Thursday, April 17, 2008


Obama/Clinton general election numbers

SurveyUSA (a personal favorite of mine) has come out with new polling numbers that are probably Hillary Clinton's biggest friend.

All one has to do is take a look at the state of Massachusetts. A state that both Gore and Kerry carried by 20 or so points. Its the Bluest of blue states. Its voted Republican once in the past 50 years (Reagan's blowout of 84). Hillary Clinton leads by a comfortable 15 points... Barack Obama leads by 2 over John McCain. And this is not the first time surveyusa has shown a close race in Mass (a prior poll showed the two men tied at 47-47, this poll is 48-46). I still feel Obama will in Massachusetts comfortably, but the closeness of the race signals Obama's problems with working class whites. Its the same trend we see in states like Pennsylvania and Ohio.

Try New Mexico, a state that Clinton and especially Obama needs to win in order to beat McCain. Its 5 electoral votes play a vital role in what I believe is the trifecta (NM, Nevada, and Colorado) to make up for an Obama lose in either PA or OH. Obama and Clinton trail by 5 and 3 respectively. The fact is however that there is some evidence that these polls do not pick up Native American voters in the state as evident by New Mexico being much closer than the polls suggested in 2004.

And what the heck happened to Obama's lead in Missouri? He trails by eight in that state, while Clinton leads by 1. Neither of them need the state to win the electoral college, but it does have a nifty 11 electoral votes. Personally, I don't believe either will carry the state, but the Democrats do have a strong candidate for Governor in Jay Nixon, the state's attorney general.

In New York, its what we expect. Both lead McCain comfortably, while Clinton lead is a little larger.

Ohio is the same story as Massachusetts. Clinton leads comfortably by 11, while Obama trails by 2. Obama can win the electoral college without Ohio. He simply needs to win the southwestern trifecta. But Clinton needs Ohio. Polling in the state shows her consistently stronger than Obama. And usually in the lead over McCain.

Oregon is next where Clinton's weakness begins to show. Obama has always done better in the Northwest and Midwest. This poll doesn't show anything different. Obama leads by 9, while Clinton only leads by 1. Clinton can make up for weakness in one of the two regions by carrying both Florida and Ohio, but she cannot make up for weakness in both regions. The polling shows it pretty clearly... Obama has the same lead among women as Clinton, but he stays much closer among men against McCain than does Hillary. Reasons? Not a ton of what is called "working" class whites... more independent minded voters.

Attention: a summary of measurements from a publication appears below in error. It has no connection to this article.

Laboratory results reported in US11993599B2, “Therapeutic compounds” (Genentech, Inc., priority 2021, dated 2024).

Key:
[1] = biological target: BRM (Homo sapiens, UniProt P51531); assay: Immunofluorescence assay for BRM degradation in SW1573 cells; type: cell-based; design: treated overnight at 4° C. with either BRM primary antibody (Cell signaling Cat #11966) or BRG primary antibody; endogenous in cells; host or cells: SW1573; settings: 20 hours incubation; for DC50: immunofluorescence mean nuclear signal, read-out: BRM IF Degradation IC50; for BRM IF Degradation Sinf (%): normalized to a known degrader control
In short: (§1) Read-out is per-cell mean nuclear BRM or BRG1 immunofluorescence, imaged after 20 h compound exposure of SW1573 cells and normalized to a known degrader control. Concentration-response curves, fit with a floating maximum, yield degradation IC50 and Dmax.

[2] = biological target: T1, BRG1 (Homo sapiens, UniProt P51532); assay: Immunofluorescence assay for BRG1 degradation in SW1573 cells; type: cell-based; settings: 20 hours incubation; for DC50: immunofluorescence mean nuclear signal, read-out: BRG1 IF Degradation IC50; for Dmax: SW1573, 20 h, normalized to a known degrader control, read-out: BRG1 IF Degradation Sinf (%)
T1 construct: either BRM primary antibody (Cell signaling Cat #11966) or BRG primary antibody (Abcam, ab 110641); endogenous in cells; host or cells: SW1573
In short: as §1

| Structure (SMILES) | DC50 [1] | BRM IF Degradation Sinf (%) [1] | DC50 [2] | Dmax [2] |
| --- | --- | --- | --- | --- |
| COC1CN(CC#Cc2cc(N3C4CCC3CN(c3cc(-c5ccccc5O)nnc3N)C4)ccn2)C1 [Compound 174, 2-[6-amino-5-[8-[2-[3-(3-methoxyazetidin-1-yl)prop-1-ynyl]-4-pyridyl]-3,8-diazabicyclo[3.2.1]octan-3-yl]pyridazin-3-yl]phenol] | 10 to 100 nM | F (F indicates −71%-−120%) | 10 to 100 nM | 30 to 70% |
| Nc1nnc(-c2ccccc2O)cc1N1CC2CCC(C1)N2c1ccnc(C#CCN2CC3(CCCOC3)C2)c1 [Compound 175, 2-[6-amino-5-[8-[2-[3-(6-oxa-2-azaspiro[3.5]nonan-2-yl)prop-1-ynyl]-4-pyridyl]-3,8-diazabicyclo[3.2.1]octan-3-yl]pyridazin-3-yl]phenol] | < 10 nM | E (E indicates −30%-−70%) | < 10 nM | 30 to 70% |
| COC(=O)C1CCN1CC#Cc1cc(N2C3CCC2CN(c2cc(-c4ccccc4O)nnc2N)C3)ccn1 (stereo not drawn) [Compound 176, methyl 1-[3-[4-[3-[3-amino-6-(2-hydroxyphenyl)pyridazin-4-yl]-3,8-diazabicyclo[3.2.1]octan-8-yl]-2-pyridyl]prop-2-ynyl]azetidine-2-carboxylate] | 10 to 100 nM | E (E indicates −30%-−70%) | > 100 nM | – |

Virginia is just awful news for both Clinton and Obama. The state is trending more Democratic (there will be two democratic senators in the state by next year in Jim Webb and Mark Warner). But McCain is doing well among the military base in the state. Obama should be stronger in the state as it is the new type of independent Democrat. He is in better position than Hillary, only trailing by eight as compared to sixteen... but he isn't close.

Minnesota, which is in Obama's midwest, is a state he needs to carry. He leads by 6 over McCain, while Clinton leads by 1. Its an independent minded state with a Republican governor and senator (though Norm Coleman is in a lot of trouble against Al Franken). The problem for Clinton is simple... she can lose either the midwest or the northwest with Florida and Ohio, not both.

Kansas is a lost cause for both Obama and Clinton. Obama should be doing slightly better, but there is a better chance of me shooting a duck than either Democrat winning the state.

Alabama is also a lost cause for both Obama and Clinton. I would expect Clinton to do a slightly better (being the southern white vote... which isn't too kind to Obama). Yet, both trail by about 30.

California is a state both Obama and Clinton would win. Who does slightly better? Changes with the poll, but in this case its Clinton, but both lead comfortably.

Iowa is a state that is part of Obama's strategy to not depend on the Ohio, Pennsylvania, Florida trio. He has always led over McCain and continues to do so by 7. Clinton, on the other hand, has never connected well with Iowa as evidenced by her caucus performance. Its also a signal that she doesn't do well among midwestern/plains farmers (a reason that Obama should win the South Dakota primary on June 3). McCain leads her by 6.

Perhaps the most intersting polling numbers are from Kentucky. Kentucky went for Bill Clinton twice... by about three and a point. Its somewhat rustbelt, somewhat southern. It has a Democratic governor. Republican Senator Mitch McConnell is considered somewhat vulnerable. In the upcoming primary, Clinton is expected to beat Obama by 25-35 points. In the general, Obama trails by 30+... Clinton by only 2. I don't expect her to win here, but it does signal that she can potentially win not only Arkansas, but also West Virginia... and at least be somewhat competitive in Kentucky and Tennessee.

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